2.7.3 Differentiated Services (diffserv)

NOTE: This charter is a snapshot of the 49th IETF Meeting in San Diego, California. It may now be out-of-date. Last Modified: 27-Nov-00


Brian Carpenter <brian@icair.org>
Kathleen Nichols <nichols@packetdesign.com>

Transport Area Director(s):

Scott Bradner <sob@harvard.edu>
Allison Mankin <mankin@east.isi.edu>

Transport Area Advisor:

Scott Bradner <sob@harvard.edu>

Mailing Lists:

General Discussion:diffserv@ietf.org
To Subscribe: diffserv-request@ietf.org
In Body: subscribe your_email_address
Archive: ftp://ftp.ietf.org/ietf-mail-archive/diffserv/

Description of Working Group:

There is a clear need for relatively simple and coarse methods of providing differentiated classes of service for Internet traffic, to support various types of applications, and specific business requirements. The differentiated services approach to providing quality of service in networks employs a small, well-defined set of building blocks from which a variety of aggregate behaviors may be built. A small bit-pattern in each packet, in the IPv4 TOS octet or the IPv6 Traffic Class octet, is used to mark a packet to receive a particular forwarding treatment, or per-hop behavior, at each network node. A common understanding about the use and interpretation of this bit-pattern is required for inter-domain use, multi-vendor interoperability, and consistent reasoning about expected aggregate behaviors in a network. Thus, the Working Group has standardized a common layout for a six-bit field of both octets, called the 'DS field'. RFC 2474 and RFC 2475 define the architecture, and the general use of bits within the DS field (superseding theIPv4 TOS octet definitions of RFC 1349).

The Working Group has standardized a small number of specific per-hop behaviors (PHBs), and recommended a particular bit pattern or 'code-point' of the DS field for each one, in RFC 2474, RFC 2597, and RFC 2598. No more PHBs will be standardized until all the current milestones of the WG have been satisfied and the existing standard PHBs have been promoted at least to Draft Standard status.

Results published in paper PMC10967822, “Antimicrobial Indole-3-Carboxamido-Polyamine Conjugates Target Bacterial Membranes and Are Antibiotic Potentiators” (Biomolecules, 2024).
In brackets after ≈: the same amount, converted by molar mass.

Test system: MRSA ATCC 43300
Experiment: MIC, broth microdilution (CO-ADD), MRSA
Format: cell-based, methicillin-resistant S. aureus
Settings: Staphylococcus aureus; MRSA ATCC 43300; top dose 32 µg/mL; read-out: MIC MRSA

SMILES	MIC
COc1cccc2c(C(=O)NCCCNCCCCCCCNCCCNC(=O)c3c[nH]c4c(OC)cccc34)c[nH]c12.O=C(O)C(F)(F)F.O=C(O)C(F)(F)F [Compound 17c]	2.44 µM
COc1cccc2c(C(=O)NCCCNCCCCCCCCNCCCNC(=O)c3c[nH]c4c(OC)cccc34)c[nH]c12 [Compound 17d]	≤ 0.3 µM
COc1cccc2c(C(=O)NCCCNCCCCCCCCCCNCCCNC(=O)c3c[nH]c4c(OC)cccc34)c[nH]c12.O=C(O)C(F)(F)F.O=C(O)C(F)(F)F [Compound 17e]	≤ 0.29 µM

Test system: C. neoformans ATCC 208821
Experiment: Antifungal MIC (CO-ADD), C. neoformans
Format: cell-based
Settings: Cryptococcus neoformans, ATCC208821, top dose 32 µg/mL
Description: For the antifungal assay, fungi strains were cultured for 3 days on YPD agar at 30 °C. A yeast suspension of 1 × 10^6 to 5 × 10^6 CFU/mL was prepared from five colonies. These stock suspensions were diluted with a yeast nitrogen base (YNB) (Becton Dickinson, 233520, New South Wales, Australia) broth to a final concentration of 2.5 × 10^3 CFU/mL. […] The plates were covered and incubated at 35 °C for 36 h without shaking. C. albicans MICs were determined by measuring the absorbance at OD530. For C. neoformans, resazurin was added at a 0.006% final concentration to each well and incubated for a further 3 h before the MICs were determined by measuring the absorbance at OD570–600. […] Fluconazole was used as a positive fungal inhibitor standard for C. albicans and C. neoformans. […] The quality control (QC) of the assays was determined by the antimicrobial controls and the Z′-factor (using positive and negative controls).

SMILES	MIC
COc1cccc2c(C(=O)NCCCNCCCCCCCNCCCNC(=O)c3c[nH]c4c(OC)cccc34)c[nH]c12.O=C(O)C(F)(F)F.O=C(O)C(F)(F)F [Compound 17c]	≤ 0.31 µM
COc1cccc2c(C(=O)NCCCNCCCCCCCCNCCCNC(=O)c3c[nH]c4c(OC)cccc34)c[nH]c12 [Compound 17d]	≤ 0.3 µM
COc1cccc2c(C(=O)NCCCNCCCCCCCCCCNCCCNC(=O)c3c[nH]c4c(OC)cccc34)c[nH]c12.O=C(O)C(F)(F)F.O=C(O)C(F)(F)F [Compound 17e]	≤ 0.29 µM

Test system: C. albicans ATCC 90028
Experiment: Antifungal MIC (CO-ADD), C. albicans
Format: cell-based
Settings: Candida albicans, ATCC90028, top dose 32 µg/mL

The WG has investigated the additional components necessary to support differentiated services, including such traffic conditioners as traffic shapers and packet markers that could be used at the boundaries of networks. There are many examples of these in the technical literature.

The WG will define a general conceptual model for boundary devices, including traffic conditioning parameters, and configuration and monitoring data. It is expected that a subset of this will apply to all diffserv nodes. The group will also define a MIB and a PIB for diffserv nodes, and an encoding to identify PHBs in protocol messages. It will document issues involving diffserv through tunnels.

The WG will develop a format for precisely describing various Per-Domain Behaviors (PDBs). A PDB is a collection of packets with the same codepoint, thus receiving the same PHB, traversing from edge to edge of a single diffserv network or domain. Associated with each PDB are measurable, quantifiable characteristics which can be used to describe what happens to packets of that PDB as they cross the network, thus providing an external description of the edge-to-edge quality of service that can be expected by packets of that PDB within that network. A PDB is formed at the edge of a network by selecting certain packets through use of classifiers and by imposing rules on those packets via traffic conditioners.